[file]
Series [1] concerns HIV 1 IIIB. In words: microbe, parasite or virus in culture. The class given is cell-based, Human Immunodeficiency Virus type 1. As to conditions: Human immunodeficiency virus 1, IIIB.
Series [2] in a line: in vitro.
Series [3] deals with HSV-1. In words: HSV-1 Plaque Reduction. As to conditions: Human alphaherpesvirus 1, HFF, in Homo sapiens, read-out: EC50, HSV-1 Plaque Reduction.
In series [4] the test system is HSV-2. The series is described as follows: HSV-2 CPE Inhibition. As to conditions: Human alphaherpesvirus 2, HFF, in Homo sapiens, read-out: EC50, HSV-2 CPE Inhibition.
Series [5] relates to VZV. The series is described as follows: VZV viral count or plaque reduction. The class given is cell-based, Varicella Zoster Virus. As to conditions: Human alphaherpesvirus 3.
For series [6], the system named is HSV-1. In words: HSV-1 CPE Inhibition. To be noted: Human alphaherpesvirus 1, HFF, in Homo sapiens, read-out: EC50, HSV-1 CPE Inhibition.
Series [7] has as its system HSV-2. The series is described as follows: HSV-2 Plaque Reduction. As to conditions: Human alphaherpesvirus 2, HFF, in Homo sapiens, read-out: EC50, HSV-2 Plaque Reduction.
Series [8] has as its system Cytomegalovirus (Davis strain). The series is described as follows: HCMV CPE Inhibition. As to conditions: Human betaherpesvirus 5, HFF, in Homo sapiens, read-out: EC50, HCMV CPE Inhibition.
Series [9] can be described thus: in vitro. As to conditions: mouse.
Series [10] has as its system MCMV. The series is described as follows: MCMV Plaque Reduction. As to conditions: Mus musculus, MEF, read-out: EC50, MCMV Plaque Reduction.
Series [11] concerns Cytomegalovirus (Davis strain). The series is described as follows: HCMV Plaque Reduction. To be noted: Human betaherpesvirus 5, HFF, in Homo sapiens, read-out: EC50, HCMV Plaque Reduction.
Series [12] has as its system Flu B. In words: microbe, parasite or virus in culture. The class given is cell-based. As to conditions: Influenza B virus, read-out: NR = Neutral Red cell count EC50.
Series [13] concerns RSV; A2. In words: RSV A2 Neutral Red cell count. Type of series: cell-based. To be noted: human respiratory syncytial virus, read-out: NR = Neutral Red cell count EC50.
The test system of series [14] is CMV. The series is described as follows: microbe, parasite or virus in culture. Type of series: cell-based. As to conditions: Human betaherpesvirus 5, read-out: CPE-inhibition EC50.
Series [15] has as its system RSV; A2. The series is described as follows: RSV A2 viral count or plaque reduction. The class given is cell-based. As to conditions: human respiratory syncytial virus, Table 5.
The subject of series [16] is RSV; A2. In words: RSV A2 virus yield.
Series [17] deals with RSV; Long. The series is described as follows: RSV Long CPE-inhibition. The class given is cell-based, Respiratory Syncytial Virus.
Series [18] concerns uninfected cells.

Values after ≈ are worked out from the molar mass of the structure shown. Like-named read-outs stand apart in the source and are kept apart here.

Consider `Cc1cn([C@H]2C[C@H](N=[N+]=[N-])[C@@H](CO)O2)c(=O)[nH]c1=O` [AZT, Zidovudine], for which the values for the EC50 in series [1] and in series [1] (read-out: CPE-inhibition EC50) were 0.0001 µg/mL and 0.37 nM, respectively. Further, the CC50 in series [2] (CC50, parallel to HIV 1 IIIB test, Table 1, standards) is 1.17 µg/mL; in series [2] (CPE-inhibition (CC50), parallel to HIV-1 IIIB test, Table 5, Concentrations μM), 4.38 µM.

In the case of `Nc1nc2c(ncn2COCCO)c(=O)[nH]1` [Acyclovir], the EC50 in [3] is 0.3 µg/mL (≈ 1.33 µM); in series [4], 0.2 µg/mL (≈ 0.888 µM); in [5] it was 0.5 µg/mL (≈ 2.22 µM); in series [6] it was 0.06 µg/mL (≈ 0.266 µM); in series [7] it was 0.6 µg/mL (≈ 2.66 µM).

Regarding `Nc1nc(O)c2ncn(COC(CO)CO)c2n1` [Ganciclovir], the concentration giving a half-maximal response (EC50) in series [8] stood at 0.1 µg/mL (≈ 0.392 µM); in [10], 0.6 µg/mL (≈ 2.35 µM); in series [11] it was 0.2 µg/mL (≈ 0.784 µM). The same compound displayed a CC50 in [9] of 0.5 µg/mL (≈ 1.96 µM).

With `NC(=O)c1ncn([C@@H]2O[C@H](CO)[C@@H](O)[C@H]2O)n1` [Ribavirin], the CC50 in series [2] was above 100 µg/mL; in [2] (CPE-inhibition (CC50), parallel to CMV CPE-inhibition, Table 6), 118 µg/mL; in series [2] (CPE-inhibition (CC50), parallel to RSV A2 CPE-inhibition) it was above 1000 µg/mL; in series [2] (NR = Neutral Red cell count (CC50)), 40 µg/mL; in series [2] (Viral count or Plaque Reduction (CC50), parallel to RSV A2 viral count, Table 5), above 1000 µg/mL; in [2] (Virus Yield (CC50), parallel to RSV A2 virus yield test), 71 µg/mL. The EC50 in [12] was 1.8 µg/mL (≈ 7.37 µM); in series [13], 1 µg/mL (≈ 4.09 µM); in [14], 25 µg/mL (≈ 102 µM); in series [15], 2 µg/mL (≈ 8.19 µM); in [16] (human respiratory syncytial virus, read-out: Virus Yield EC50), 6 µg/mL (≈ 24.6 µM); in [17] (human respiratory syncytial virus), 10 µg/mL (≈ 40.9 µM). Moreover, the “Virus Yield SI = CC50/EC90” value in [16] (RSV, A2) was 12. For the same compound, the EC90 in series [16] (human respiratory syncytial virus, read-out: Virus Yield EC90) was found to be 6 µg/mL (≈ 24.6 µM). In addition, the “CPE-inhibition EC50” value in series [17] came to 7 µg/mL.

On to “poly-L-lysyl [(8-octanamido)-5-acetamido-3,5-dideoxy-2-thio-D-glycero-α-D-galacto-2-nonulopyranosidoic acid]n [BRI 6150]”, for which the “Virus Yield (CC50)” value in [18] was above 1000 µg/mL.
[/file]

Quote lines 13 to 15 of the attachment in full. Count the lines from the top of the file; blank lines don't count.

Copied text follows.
Series [13] concerns RSV; A2. In words: RSV A2 Neutral Red cell count. Type of series: cell-based. To be noted: human respiratory syncytial virus, read-out: NR = Neutral Red cell count EC50.
The test system of series [14] is CMV. The series is described as follows: microbe, parasite or virus in culture. Type of series: cell-based. As to conditions: Human betaherpesvirus 5, read-out: CPE-inhibition EC50.
Series [15] has as its system RSV; A2. The series is described as follows: RSV A2 viral count or plaque reduction. The class given is cell-based. As to conditions: human respiratory syncytial virus, Table 5.